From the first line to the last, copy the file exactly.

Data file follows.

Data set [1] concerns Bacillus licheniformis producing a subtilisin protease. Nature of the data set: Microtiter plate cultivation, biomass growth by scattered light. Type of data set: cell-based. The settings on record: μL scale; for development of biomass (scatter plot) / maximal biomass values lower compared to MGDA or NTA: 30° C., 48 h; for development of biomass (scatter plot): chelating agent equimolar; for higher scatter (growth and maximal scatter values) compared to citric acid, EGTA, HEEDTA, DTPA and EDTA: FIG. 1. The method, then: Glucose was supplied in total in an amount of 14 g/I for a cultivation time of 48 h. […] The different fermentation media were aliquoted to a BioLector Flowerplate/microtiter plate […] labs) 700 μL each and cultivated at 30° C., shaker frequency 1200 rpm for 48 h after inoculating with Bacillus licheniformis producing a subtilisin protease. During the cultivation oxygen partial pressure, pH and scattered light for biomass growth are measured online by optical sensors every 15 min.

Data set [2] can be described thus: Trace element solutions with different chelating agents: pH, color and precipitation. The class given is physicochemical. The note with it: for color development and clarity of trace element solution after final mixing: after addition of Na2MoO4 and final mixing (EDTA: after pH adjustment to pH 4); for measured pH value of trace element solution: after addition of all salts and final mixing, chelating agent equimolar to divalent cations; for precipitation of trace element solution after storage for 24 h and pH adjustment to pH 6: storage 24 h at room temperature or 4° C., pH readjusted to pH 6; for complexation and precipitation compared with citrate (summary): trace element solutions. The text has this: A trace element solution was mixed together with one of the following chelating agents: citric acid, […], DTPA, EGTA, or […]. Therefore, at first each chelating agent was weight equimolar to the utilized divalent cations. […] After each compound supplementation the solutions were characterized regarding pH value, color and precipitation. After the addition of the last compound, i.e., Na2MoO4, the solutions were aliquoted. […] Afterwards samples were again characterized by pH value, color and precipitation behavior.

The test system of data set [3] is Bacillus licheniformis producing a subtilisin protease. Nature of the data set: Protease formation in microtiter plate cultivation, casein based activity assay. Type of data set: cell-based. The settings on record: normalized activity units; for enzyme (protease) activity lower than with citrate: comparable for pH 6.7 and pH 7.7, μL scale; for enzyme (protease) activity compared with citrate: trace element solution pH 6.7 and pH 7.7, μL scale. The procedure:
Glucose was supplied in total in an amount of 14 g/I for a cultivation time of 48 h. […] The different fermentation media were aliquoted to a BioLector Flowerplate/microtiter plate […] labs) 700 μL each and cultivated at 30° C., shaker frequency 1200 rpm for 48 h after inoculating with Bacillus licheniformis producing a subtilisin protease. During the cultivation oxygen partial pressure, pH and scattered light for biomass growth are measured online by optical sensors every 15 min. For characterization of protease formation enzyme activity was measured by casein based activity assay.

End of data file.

Data set [1] concerns Bacillus licheniformis producing a subtilisin protease. Nature of the data set: Microtiter plate cultivation, biomass growth by scattered light. Type of data set: cell-based. The settings on record: μL scale; for development of biomass (scatter plot) / maximal biomass values lower compared to MGDA or NTA: 30° C., 48 h; for development of biomass (scatter plot): chelating agent equimolar; for higher scatter (growth and maximal scatter values) compared to citric acid, EGTA, HEEDTA, DTPA and EDTA: FIG. 1. The method, then: Glucose was supplied in total in an amount of 14 g/I for a cultivation time of 48 h. […] The different fermentation media were aliquoted to a BioLector Flowerplate/microtiter plate […] labs) 700 μL each and cultivated at 30° C., shaker frequency 1200 rpm for 48 h after inoculating with Bacillus licheniformis producing a subtilisin protease. During the cultivation oxygen partial pressure, pH and scattered light for biomass growth are measured online by optical sensors every 15 min.

Data set [2] can be described thus: Trace element solutions with different chelating agents: pH, color and precipitation. The class given is physicochemical. The note with it: for color development and clarity of trace element solution after final mixing: after addition of Na2MoO4 and final mixing (EDTA: after pH adjustment to pH 4); for measured pH value of trace element solution: after addition of all salts and final mixing, chelating agent equimolar to divalent cations; for precipitation of trace element solution after storage for 24 h and pH adjustment to pH 6: storage 24 h at room temperature or 4° C., pH readjusted to pH 6; for complexation and precipitation compared with citrate (summary): trace element solutions. The text has this: A trace element solution was mixed together with one of the following chelating agents: citric acid, […], DTPA, EGTA, or […]. Therefore, at first each chelating agent was weight equimolar to the utilized divalent cations. […] After each compound supplementation the solutions were characterized regarding pH value, color and precipitation. After the addition of the last compound, i.e., Na2MoO4, the solutions were aliquoted. […] Afterwards samples were again characterized by pH value, color and precipitation behavior.

The test system of data set [3] is Bacillus licheniformis producing a subtilisin protease. Nature of the data set: Protease formation in microtiter plate cultivation, casein based activity assay. Type of data set: cell-based. The settings on record: normalized activity units; for enzyme (protease) activity lower than with citrate: comparable for pH 6.7 and pH 7.7, μL scale; for enzyme (protease) activity compared with citrate: trace element solution pH 6.7 and pH 7.7, μL scale. The procedure:
Glucose was supplied in total in an amount of 14 g/I for a cultivation time of 48 h. […] The different fermentation media were aliquoted to a BioLector Flowerplate/microtiter plate […] labs) 700 μL each and cultivated at 30° C., shaker frequency 1200 rpm for 48 h after inoculating with Bacillus licheniformis producing a subtilisin protease. During the cultivation oxygen partial pressure, pH and scattered light for biomass growth are measured online by optical sensors every 15 min. For characterization of protease formation enzyme activity was measured by casein based activity assay.